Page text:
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Should I leave my Honey super on for the winter? Sanford, NC, USA


#1

Ok… Got another question for all my bee experts… So I have been doing a lot of reading and have gotten mixed messages on this… going in to fall / winter should I leave my honey super on or should I take it off? If I take it off should I subsidize with pollen patties and sugar water? This is going to be my first winter with bees and I just want to make sure I am doing it right!


#2

In your climate, I would definitely take it off after the last Fall harvest. If you don’t, they will likely apply liberal amounts of propolis over winter, gumming up the Flow mechanism before your spring nectar flow! :blush:

People in tropical and subtropical climates tend to leave the super on year round, as they never have a long nectar dearth. I think that is where the confusion comes from.

Definitely take it off when you are feeding, unless you want artificial syrup in your next Flow harvest! :smile:


#3

Thank you Dawn!! I love all me bee people on this forum! There is so much knowledge that you all have! Thanks for all the help


#4

It really depends on the sort of winter you have there. The bees will need to be ‘packed down’ if your winter is severe so that there is less room for the bees to heat.
They will also need honey to get through the winter. I would ask advice of local bee keepers as to what you should do to prepare for winter around your location.
Cheers


#5

So very true Dawn, I had to put on a pair of jeans and a seat shirt for the 2 weeks on my “Winter”. Now is still the middle of winter here but I am back into shorts and a T shirt tending to my hives. Winter should have added to with “freezing weather” or a “balmy winter”, or even a “warm winter”. That would help with the confusion.
Here the bees forage over winter and in the last 2 days I have extracted 4 frames of honey from my traditional hives, the flow hives will be ready in a few weeks.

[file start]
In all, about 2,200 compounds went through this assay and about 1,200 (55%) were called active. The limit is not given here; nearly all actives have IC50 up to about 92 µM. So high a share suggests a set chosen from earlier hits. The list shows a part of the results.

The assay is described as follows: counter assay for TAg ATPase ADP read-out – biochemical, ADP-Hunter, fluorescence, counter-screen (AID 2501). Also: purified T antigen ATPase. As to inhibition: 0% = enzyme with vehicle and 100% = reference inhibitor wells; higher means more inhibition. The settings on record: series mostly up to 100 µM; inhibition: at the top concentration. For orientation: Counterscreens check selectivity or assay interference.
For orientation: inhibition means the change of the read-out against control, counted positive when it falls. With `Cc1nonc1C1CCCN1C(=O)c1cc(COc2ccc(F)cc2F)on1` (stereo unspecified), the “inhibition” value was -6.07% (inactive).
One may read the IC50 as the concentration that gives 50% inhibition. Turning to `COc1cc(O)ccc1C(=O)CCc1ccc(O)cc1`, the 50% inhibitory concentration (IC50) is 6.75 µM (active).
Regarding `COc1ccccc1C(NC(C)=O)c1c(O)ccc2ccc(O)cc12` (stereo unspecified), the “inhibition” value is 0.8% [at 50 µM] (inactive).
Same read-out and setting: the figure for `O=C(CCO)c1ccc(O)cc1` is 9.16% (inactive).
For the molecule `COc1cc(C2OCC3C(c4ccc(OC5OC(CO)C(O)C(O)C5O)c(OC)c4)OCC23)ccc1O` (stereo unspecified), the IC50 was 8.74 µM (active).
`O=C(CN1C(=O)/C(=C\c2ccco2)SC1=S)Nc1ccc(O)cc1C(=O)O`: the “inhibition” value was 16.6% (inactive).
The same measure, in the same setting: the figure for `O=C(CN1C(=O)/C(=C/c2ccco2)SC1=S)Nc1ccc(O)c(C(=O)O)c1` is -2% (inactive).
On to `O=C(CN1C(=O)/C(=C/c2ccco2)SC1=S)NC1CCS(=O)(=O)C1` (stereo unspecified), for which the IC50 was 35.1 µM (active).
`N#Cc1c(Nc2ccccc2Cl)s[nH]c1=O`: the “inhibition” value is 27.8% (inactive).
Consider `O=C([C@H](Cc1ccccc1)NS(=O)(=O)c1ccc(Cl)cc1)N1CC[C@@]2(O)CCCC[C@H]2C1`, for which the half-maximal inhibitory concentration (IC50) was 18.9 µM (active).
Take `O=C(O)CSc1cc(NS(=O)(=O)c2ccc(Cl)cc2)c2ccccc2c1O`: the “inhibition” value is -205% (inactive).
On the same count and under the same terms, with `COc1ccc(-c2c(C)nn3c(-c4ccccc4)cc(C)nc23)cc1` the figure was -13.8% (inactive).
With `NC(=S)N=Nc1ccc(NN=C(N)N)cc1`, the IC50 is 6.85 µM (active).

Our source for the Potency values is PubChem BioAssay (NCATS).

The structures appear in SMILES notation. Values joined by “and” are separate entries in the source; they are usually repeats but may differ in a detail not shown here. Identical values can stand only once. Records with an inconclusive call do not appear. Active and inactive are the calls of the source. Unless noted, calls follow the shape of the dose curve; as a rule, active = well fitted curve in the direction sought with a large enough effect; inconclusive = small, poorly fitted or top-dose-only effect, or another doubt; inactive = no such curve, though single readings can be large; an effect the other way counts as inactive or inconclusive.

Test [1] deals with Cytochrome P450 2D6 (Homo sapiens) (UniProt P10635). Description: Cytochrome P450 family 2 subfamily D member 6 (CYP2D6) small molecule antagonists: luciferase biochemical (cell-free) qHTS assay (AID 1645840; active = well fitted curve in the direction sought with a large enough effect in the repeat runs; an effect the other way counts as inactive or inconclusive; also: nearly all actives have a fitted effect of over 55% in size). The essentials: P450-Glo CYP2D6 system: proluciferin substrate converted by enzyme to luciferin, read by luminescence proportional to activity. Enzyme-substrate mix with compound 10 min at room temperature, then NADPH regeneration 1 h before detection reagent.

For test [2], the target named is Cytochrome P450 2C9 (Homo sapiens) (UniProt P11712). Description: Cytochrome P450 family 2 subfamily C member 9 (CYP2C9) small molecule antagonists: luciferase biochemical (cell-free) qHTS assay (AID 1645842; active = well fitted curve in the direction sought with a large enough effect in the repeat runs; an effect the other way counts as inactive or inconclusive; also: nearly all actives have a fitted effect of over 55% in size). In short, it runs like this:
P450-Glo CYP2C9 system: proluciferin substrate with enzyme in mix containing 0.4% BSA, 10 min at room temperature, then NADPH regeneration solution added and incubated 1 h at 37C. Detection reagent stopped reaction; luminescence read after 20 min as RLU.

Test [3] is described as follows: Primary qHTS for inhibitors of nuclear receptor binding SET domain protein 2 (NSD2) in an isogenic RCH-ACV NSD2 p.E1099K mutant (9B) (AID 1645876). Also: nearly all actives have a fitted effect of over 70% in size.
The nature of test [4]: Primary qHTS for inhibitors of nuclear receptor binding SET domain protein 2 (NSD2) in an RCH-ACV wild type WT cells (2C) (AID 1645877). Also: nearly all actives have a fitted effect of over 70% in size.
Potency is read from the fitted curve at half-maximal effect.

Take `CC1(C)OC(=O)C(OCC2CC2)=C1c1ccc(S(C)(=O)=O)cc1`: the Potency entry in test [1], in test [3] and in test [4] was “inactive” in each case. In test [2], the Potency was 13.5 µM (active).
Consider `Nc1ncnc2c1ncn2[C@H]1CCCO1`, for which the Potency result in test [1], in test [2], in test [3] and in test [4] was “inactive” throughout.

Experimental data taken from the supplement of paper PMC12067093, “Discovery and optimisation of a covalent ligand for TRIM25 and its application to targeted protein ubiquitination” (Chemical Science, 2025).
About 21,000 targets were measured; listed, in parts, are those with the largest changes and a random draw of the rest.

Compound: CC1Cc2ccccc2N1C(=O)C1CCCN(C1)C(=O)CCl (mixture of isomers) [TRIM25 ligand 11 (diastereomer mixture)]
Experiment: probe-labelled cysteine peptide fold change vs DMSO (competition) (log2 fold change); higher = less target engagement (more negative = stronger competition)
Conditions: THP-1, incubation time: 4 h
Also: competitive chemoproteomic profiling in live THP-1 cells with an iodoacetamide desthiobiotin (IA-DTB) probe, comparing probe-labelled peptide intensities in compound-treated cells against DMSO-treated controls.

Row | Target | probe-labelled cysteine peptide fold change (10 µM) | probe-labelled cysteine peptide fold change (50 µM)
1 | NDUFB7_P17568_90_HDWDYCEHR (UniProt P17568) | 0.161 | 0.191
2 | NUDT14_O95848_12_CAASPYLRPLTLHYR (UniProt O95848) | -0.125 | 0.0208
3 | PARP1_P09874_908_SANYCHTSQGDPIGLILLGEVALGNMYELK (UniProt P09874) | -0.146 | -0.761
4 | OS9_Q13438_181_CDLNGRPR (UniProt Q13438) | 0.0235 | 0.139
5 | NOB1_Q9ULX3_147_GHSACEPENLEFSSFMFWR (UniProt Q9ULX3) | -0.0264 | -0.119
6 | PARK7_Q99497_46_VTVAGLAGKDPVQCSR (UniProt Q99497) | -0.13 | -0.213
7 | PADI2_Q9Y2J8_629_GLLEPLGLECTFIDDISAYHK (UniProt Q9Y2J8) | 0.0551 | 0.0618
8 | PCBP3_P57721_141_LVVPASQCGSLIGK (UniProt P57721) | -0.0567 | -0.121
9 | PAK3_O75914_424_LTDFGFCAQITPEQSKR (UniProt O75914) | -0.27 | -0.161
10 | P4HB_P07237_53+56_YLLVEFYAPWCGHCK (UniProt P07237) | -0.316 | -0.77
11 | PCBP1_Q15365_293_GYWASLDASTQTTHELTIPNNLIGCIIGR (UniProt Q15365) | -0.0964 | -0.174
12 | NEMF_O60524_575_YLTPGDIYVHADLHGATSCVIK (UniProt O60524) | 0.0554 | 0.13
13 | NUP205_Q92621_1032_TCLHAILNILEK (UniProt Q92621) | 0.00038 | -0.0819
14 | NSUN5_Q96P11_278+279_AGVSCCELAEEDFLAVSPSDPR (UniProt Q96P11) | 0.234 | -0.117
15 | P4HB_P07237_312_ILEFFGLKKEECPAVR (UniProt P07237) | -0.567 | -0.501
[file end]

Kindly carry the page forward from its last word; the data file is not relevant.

Regards


#6

Just an update on my flow. Situated South West Western Australia. Mild Winters and warm to hot summers.

I decided to leave the Flow super on this winter. I had probably 3 full frames of honey spread across 6 frames. Now August with spring just around the corner and there has not been an great change. The bees seem to swap it around a bit but overall the honey in the flow frames still about the same or slightly increased.
I believe the honey source in the flow super has been a pool to take and add to as required.
I can’t wait for some warm days to get in and look see.
As a sideline to this I have been noting that there is an abundant of different plant sources of nectar and pollen. Maybe not an abundance of those flowering plants but certainly enough to keep the hive strong.


#7

This recent topic may be of interest to help you to decide.


#8

With the greatest of respect to @Faroe, your climate is different. Your bees will very likely focus more on propolis over winter. You deicde, and please tell us all what happens, then we can all learn. :blush:


#9

Many things could happen if you leave the Super on. One: the bees get cold because of empty space. Two: propolising. Three: condensation in the Flow Frames, which could lead to mold, or fermentation, etc.
For colder climates, it’s best to check with locals and see how many brood boxes they use.
Then build up the brood box/es so the bees have enough honey stores, etc, to survive the winter, rather than replying on your Flow Super, patties and sugar water (from my knowledge).
To see how many brood boxes to use (if you can’t find out from a local beekeeper or bee club), you can search this topic based on location:
https://forum.honeyflow.com/c/beekeeping-basics/how-many-brood-boxes


#10

Remove super

Leave super
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#11

Very nice illustration of the concept, Ed @Red_Hot_Chilipepper! Brilliant, just brilliant. :sunglasses: